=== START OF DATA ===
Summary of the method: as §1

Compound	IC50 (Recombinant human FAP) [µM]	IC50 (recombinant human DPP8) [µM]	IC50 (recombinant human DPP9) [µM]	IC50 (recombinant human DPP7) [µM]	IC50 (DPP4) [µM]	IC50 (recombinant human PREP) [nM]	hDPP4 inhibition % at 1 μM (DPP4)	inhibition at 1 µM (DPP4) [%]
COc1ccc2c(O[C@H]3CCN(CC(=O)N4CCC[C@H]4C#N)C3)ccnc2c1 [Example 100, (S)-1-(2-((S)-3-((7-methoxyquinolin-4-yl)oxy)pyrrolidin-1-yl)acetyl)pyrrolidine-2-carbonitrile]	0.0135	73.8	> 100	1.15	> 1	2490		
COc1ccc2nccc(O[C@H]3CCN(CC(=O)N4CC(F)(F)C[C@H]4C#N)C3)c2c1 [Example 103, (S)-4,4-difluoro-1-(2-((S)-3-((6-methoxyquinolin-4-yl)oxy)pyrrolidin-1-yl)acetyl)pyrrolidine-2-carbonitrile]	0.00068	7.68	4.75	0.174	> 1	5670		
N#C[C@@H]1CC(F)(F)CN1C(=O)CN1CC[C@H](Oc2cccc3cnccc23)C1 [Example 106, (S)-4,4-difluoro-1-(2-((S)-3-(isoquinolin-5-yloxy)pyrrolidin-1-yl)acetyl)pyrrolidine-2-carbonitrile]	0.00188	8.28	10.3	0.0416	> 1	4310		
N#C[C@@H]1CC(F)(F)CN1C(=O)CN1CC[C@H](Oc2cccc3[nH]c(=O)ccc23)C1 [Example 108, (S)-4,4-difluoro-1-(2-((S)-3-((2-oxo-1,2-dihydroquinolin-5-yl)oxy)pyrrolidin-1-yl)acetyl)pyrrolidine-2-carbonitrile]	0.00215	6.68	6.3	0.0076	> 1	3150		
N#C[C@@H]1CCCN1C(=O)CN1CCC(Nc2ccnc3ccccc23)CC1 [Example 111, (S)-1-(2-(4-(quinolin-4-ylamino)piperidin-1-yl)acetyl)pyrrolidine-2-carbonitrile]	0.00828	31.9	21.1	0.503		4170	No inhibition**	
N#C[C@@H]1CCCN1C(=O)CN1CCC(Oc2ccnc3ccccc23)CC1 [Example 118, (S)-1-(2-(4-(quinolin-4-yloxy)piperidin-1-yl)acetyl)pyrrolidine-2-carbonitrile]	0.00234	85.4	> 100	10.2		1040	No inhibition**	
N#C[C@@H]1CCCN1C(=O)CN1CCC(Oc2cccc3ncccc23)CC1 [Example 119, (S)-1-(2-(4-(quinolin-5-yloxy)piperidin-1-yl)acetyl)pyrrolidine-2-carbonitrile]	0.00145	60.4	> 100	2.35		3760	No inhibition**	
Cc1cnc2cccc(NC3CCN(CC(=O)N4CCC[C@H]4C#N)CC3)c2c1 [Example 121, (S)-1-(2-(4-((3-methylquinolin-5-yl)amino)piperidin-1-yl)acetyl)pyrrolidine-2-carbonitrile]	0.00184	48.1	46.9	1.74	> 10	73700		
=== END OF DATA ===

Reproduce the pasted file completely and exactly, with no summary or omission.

Summary of the method: as §1

Compound	IC50 (Recombinant human FAP) [µM]	IC50 (recombinant human DPP8) [µM]	IC50 (recombinant human DPP9) [µM]	IC50 (recombinant human DPP7) [µM]	IC50 (DPP4) [µM]	IC50 (recombinant human PREP) [nM]	hDPP4 inhibition % at 1 μM (DPP4)	inhibition at 1 µM (DPP4) [%]
COc1ccc2c(O[C@H]3CCN(CC(=O)N4CCC[C@H]4C#N)C3)ccnc2c1 [Example 100, (S)-1-(2-((S)-3-((7-methoxyquinolin-4-yl)oxy)pyrrolidin-1-yl)acetyl)pyrrolidine-2-carbonitrile]	0.0135	73.8	> 100	1.15	> 1	2490		
COc1ccc2nccc(O[C@H]3CCN(CC(=O)N4CC(F)(F)C[C@H]4C#N)C3)c2c1 [Example 103, (S)-4,4-difluoro-1-(2-((S)-3-((6-methoxyquinolin-4-yl)oxy)pyrrolidin-1-yl)acetyl)pyrrolidine-2-carbonitrile]	0.00068	7.68	4.75	0.174	> 1	5670		
N#C[C@@H]1CC(F)(F)CN1C(=O)CN1CC[C@H](Oc2cccc3cnccc23)C1 [Example 106, (S)-4,4-difluoro-1-(2-((S)-3-(isoquinolin-5-yloxy)pyrrolidin-1-yl)acetyl)pyrrolidine-2-carbonitrile]	0.00188	8.28	10.3	0.0416	> 1	4310		
N#C[C@@H]1CC(F)(F)CN1C(=O)CN1CC[C@H](Oc2cccc3[nH]c(=O)ccc23)C1 [Example 108, (S)-4,4-difluoro-1-(2-((S)-3-((2-oxo-1,2-dihydroquinolin-5-yl)oxy)pyrrolidin-1-yl)acetyl)pyrrolidine-2-carbonitrile]	0.00215	6.68	6.3	0.0076	> 1	3150		
N#C[C@@H]1CCCN1C(=O)CN1CCC(Nc2ccnc3ccccc23)CC1 [Example 111, (S)-1-(2-(4-(quinolin-4-ylamino)piperidin-1-yl)acetyl)pyrrolidine-2-carbonitrile]	0.00828	31.9	21.1	0.503		4170	No inhibition**	
N#C[C@@H]1CCCN1C(=O)CN1CCC(Oc2ccnc3ccccc23)CC1 [Example 118, (S)-1-(2-(4-(quinolin-4-yloxy)piperidin-1-yl)acetyl)pyrrolidine-2-carbonitrile]	0.00234	85.4	> 100	10.2		1040	No inhibition**	
N#C[C@@H]1CCCN1C(=O)CN1CCC(Oc2cccc3ncccc23)CC1 [Example 119, (S)-1-(2-(4-(quinolin-5-yloxy)piperidin-1-yl)acetyl)pyrrolidine-2-carbonitrile]	0.00145	60.4	> 100	2.35		3760	No inhibition**	
Cc1cnc2cccc(NC3CCN(CC(=O)N4CCC[C@H]4C#N)CC3)c2c1 [Example 121, (S)-1-(2-(4-((3-methylquinolin-5-yl)amino)piperidin-1-yl)acetyl)pyrrolidine-2-carbonitrile]	0.00184	48.1	46.9	1.74	> 10	73700		